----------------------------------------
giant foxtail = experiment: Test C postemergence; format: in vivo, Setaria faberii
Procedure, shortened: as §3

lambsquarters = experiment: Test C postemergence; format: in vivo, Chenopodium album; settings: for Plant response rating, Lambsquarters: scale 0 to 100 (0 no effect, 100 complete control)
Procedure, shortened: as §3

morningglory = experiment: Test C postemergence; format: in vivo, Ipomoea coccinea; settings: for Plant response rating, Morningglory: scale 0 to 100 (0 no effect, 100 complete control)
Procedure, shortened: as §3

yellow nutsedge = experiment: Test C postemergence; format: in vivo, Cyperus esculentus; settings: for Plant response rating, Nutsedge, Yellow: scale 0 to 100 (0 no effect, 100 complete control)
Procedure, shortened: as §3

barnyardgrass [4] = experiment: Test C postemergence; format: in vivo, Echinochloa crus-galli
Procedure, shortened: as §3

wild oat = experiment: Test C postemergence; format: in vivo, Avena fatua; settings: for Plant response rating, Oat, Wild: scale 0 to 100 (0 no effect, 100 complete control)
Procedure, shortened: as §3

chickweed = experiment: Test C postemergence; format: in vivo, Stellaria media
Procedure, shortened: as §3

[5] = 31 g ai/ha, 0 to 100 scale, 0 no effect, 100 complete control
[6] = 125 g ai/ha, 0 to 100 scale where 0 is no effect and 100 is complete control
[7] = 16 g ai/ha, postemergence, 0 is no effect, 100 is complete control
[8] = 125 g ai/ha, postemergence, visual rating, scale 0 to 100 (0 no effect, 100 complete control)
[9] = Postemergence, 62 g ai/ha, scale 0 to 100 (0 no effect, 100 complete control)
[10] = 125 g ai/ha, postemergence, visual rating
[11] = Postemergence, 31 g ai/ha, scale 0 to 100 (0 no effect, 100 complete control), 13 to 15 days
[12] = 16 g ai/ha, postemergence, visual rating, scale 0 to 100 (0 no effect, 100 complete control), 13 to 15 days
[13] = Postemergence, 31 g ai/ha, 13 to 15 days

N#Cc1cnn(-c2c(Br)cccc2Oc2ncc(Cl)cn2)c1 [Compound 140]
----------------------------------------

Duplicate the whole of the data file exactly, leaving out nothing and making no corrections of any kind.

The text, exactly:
giant foxtail = experiment: Test C postemergence; format: in vivo, Setaria faberii
Procedure, shortened: as §3

lambsquarters = experiment: Test C postemergence; format: in vivo, Chenopodium album; settings: for Plant response rating, Lambsquarters: scale 0 to 100 (0 no effect, 100 complete control)
Procedure, shortened: as §3

morningglory = experiment: Test C postemergence; format: in vivo, Ipomoea coccinea; settings: for Plant response rating, Morningglory: scale 0 to 100 (0 no effect, 100 complete control)
Procedure, shortened: as §3

yellow nutsedge = experiment: Test C postemergence; format: in vivo, Cyperus esculentus; settings: for Plant response rating, Nutsedge, Yellow: scale 0 to 100 (0 no effect, 100 complete control)
Procedure, shortened: as §3

barnyardgrass [4] = experiment: Test C postemergence; format: in vivo, Echinochloa crus-galli
Procedure, shortened: as §3

wild oat = experiment: Test C postemergence; format: in vivo, Avena fatua; settings: for Plant response rating, Oat, Wild: scale 0 to 100 (0 no effect, 100 complete control)
Procedure, shortened: as §3

chickweed = experiment: Test C postemergence; format: in vivo, Stellaria media
Procedure, shortened: as §3

[5] = 31 g ai/ha, 0 to 100 scale, 0 no effect, 100 complete control
[6] = 125 g ai/ha, 0 to 100 scale where 0 is no effect and 100 is complete control
[7] = 16 g ai/ha, postemergence, 0 is no effect, 100 is complete control
[8] = 125 g ai/ha, postemergence, visual rating, scale 0 to 100 (0 no effect, 100 complete control)
[9] = Postemergence, 62 g ai/ha, scale 0 to 100 (0 no effect, 100 complete control)
[10] = 125 g ai/ha, postemergence, visual rating
[11] = Postemergence, 31 g ai/ha, scale 0 to 100 (0 no effect, 100 complete control), 13 to 15 days
[12] = 16 g ai/ha, postemergence, visual rating, scale 0 to 100 (0 no effect, 100 complete control), 13 to 15 days
[13] = Postemergence, 31 g ai/ha, 13 to 15 days

N#Cc1cnn(-c2c(Br)cccc2Oc2ncc(Cl)cn2)c1 [Compound 140]